News Briefs II
Freddie Mac Warned On Civil RightsThe Washington Post
The U.S. Equal Employment Opportunity Commission is again taking on Freddie Mac, accusing the McLean, Va.based financial firm of showing a "disregard for the civil rights of black employees" in its hiring and promotion practices.
Acting on a complaint filed by a former Freddie Mac manager, the EEOC issued a finding last month saying that black employees at the firm face widespread discrimination and suffer retaliation if they complain about their treatment.
In finding that Freddie Mac has created a "hostile work environment," the EEOC urged the company to take swift corrective action, warning that failure to do so could lead the commission to file a federal lawsuit.
The EECC filed suit against Freddie Mac last year, seeking a court order requiring changes. A federal judge dismissed the suit after determining that the company had taken sufficient remedial action, including better training and the creation of a toll-free hot line for employees to report instances of offensive conduct. Since then, EEOC lawyers said, other employees have come forward with evidence of a pattern of discrimination.
Company officials Wednesday denied the allegations, saying they had acted aggressively to root out isolated incidents of misconduct. In its 30-year history, Freddie Mac has an "extremely good employment record," said David Palombi, the firm's vice president for corporate communications. Palombi said no court has ever found that Freddie Mac engaged in discriminatory behavior.
Northwest Lays Off Workers, Cancels FlightsThe Washington Post
Northwest Airlines said Wednesday that it has laid off 27,000 workers and canceled all flights through the long Labor Day holiday. Meanwhile, federal mediators set up a weekend meeting to determine whether it was worth trying to restart negotiations in the five-day pilots strike against the nation's fourth-largest airline.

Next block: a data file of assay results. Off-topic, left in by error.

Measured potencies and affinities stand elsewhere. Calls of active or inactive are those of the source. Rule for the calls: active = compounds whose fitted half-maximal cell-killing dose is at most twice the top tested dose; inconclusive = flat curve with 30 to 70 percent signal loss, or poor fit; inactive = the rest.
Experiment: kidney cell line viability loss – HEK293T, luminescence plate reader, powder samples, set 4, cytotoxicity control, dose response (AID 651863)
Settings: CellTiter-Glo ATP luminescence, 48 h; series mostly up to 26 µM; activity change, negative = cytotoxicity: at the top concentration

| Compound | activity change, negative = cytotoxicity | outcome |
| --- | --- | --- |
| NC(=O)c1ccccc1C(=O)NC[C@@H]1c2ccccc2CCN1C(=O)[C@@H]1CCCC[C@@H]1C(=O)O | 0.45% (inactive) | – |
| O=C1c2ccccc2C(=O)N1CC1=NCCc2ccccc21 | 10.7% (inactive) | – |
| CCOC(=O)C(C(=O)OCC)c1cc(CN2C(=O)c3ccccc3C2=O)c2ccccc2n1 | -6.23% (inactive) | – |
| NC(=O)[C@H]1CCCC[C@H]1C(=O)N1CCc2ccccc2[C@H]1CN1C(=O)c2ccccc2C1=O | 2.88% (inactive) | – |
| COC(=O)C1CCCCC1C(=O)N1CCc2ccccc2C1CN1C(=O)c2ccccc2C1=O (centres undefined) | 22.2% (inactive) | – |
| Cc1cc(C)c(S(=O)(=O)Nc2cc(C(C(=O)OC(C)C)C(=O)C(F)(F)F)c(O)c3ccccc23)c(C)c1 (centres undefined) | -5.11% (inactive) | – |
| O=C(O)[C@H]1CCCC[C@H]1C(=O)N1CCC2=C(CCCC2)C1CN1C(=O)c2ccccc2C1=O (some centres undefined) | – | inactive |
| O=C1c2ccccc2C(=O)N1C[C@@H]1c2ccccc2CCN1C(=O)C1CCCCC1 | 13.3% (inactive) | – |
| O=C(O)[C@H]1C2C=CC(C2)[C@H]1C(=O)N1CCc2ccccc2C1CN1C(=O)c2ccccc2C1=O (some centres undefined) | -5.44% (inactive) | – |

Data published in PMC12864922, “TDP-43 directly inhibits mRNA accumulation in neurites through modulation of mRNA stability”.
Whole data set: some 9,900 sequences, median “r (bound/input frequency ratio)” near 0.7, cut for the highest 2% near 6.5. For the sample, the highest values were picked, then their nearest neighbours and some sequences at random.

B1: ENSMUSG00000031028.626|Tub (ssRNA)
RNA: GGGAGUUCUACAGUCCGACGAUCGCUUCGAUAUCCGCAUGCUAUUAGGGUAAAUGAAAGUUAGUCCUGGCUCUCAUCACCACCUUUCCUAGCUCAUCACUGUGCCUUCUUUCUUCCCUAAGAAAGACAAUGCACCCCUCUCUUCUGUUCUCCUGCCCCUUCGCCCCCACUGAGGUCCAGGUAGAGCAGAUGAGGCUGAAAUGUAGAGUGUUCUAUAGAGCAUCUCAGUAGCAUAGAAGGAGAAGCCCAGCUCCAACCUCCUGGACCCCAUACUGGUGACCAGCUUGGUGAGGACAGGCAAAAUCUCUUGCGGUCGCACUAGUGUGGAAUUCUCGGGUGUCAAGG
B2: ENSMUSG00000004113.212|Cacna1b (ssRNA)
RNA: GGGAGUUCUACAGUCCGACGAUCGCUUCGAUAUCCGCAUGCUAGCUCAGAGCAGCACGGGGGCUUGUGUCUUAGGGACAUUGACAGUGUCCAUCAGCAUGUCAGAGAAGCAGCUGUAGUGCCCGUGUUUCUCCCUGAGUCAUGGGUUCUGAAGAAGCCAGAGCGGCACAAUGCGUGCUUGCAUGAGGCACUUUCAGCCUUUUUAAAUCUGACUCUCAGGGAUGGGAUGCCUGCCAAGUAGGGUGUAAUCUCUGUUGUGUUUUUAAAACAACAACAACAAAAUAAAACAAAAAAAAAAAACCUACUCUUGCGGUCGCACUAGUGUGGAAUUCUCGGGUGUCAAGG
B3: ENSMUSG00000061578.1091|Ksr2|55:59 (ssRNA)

The airline said it sent layoff notices to 27,000 mechanics, flight attendants, customer service employees and other "groundside employees." Further layoff notices are expected among Northwest's 50,000 employees as the strike continues.
The National Mediation Board said it set up an exploratory meeting in Chicago on Saturday to see whether the two sides were prepared to move on the critical pay issues that triggered the strike.
But even if the meeting produces meaningful results, sources close to the board said Wednesday, actual negotiations probably would not start before Tuesday in either Washington or Minneapolis. That timetable would almost ensure that Northwest's operations would be grounded for all of next week even if negotiators reached a quick settlement.
More than 6,000 members of the Air Line Pilots Association walked off their jobs at 12:01 a.m. Saturday in a dispute over a new labor contract. Northwest immediately canceled its 1,700 daily flights.